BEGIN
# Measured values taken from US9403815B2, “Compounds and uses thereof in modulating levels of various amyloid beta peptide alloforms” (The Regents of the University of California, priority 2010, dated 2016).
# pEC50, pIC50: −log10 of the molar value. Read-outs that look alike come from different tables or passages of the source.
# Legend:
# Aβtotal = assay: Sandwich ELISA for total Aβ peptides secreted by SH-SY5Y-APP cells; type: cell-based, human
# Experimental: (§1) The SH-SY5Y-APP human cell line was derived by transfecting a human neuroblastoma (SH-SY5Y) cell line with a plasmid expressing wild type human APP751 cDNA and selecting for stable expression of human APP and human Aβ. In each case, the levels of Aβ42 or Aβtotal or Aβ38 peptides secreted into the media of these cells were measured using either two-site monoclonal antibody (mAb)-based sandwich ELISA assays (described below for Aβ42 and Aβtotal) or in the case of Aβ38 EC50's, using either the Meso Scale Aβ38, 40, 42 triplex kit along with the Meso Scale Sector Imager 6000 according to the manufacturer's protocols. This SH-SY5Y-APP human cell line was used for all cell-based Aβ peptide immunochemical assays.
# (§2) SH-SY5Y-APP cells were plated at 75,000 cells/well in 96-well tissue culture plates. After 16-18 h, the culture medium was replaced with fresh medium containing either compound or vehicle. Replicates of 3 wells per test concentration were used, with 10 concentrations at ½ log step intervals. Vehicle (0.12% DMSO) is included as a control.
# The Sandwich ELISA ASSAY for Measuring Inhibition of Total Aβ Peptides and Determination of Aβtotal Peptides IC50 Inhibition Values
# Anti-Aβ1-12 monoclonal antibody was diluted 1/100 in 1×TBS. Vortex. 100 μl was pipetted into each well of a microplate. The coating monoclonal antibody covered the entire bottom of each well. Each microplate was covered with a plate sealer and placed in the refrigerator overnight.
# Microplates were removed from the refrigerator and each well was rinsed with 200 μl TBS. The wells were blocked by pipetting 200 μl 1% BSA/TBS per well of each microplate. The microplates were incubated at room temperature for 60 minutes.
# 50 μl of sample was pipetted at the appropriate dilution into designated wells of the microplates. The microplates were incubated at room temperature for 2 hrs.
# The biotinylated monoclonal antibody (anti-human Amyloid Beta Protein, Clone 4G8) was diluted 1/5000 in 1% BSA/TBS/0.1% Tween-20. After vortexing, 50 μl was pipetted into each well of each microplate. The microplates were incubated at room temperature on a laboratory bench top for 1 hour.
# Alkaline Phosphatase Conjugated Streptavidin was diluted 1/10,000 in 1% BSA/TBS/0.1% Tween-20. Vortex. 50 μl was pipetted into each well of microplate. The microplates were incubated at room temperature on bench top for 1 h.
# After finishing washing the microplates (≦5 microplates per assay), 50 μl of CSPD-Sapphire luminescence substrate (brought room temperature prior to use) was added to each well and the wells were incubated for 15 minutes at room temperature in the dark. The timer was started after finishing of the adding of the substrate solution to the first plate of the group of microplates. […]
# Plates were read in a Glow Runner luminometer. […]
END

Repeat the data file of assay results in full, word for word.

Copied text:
# Measured values taken from US9403815B2, “Compounds and uses thereof in modulating levels of various amyloid beta peptide alloforms” (The Regents of the University of California, priority 2010, dated 2016).
# pEC50, pIC50: −log10 of the molar value. Read-outs that look alike come from different tables or passages of the source.
# Legend:
# Aβtotal = assay: Sandwich ELISA for total Aβ peptides secreted by SH-SY5Y-APP cells; type: cell-based, human
# Experimental: (§1) The SH-SY5Y-APP human cell line was derived by transfecting a human neuroblastoma (SH-SY5Y) cell line with a plasmid expressing wild type human APP751 cDNA and selecting for stable expression of human APP and human Aβ. In each case, the levels of Aβ42 or Aβtotal or Aβ38 peptides secreted into the media of these cells were measured using either two-site monoclonal antibody (mAb)-based sandwich ELISA assays (described below for Aβ42 and Aβtotal) or in the case of Aβ38 EC50's, using either the Meso Scale Aβ38, 40, 42 triplex kit along with the Meso Scale Sector Imager 6000 according to the manufacturer's protocols. This SH-SY5Y-APP human cell line was used for all cell-based Aβ peptide immunochemical assays.
# (§2) SH-SY5Y-APP cells were plated at 75,000 cells/well in 96-well tissue culture plates. After 16-18 h, the culture medium was replaced with fresh medium containing either compound or vehicle. Replicates of 3 wells per test concentration were used, with 10 concentrations at ½ log step intervals. Vehicle (0.12% DMSO) is included as a control.
# The Sandwich ELISA ASSAY for Measuring Inhibition of Total Aβ Peptides and Determination of Aβtotal Peptides IC50 Inhibition Values
# Anti-Aβ1-12 monoclonal antibody was diluted 1/100 in 1×TBS. Vortex. 100 μl was pipetted into each well of a microplate. The coating monoclonal antibody covered the entire bottom of each well. Each microplate was covered with a plate sealer and placed in the refrigerator overnight.
# Microplates were removed from the refrigerator and each well was rinsed with 200 μl TBS. The wells were blocked by pipetting 200 μl 1% BSA/TBS per well of each microplate. The microplates were incubated at room temperature for 60 minutes.
# 50 μl of sample was pipetted at the appropriate dilution into designated wells of the microplates. The microplates were incubated at room temperature for 2 hrs.
# The biotinylated monoclonal antibody (anti-human Amyloid Beta Protein, Clone 4G8) was diluted 1/5000 in 1% BSA/TBS/0.1% Tween-20. After vortexing, 50 μl was pipetted into each well of each microplate. The microplates were incubated at room temperature on a laboratory bench top for 1 hour.
# Alkaline Phosphatase Conjugated Streptavidin was diluted 1/10,000 in 1% BSA/TBS/0.1% Tween-20. Vortex. 50 μl was pipetted into each well of microplate. The microplates were incubated at room temperature on bench top for 1 h.
# After finishing washing the microplates (≦5 microplates per assay), 50 μl of CSPD-Sapphire luminescence substrate (brought room temperature prior to use) was added to each well and the wells were incubated for 15 minutes at room temperature in the dark. The timer was started after finishing of the adding of the substrate solution to the first plate of the group of microplates. […]
# Plates were read in a Glow Runner luminometer. […]